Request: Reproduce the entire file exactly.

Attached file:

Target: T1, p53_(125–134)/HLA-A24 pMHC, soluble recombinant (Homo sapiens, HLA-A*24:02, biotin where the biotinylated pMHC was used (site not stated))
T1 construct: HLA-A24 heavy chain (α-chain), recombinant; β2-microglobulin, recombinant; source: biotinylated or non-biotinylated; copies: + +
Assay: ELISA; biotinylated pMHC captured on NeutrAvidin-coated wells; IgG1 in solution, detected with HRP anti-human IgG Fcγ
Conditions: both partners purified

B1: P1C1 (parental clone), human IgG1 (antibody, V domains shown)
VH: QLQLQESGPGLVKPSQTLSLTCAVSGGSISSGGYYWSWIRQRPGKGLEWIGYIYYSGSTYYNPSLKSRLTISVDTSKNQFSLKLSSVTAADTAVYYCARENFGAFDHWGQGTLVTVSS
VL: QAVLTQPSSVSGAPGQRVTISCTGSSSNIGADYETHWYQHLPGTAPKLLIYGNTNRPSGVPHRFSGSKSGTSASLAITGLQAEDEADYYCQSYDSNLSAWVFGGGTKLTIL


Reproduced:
Target: T1, p53_(125–134)/HLA-A24 pMHC, soluble recombinant (Homo sapiens, HLA-A*24:02, biotin where the biotinylated pMHC was used (site not stated))
T1 construct: HLA-A24 heavy chain (α-chain), recombinant; β2-microglobulin, recombinant; source: biotinylated or non-biotinylated; copies: + +
Assay: ELISA; biotinylated pMHC captured on NeutrAvidin-coated wells; IgG1 in solution, detected with HRP anti-human IgG Fcγ
Conditions: both partners purified

B1: P1C1 (parental clone), human IgG1 (antibody, V domains shown)
VH: QLQLQESGPGLVKPSQTLSLTCAVSGGSISSGGYYWSWIRQRPGKGLEWIGYIYYSGSTYYNPSLKSRLTISVDTSKNQFSLKLSSVTAADTAVYYCARENFGAFDHWGQGTLVTVSS
VL: QAVLTQPSSVSGAPGQRVTISCTGSSSNIGADYETHWYQHLPGTAPKLLIYGNTNRPSGVPHRFSGSKSGTSASLAITGLQAEDEADYYCQSYDSNLSAWVFGGGTKLTIL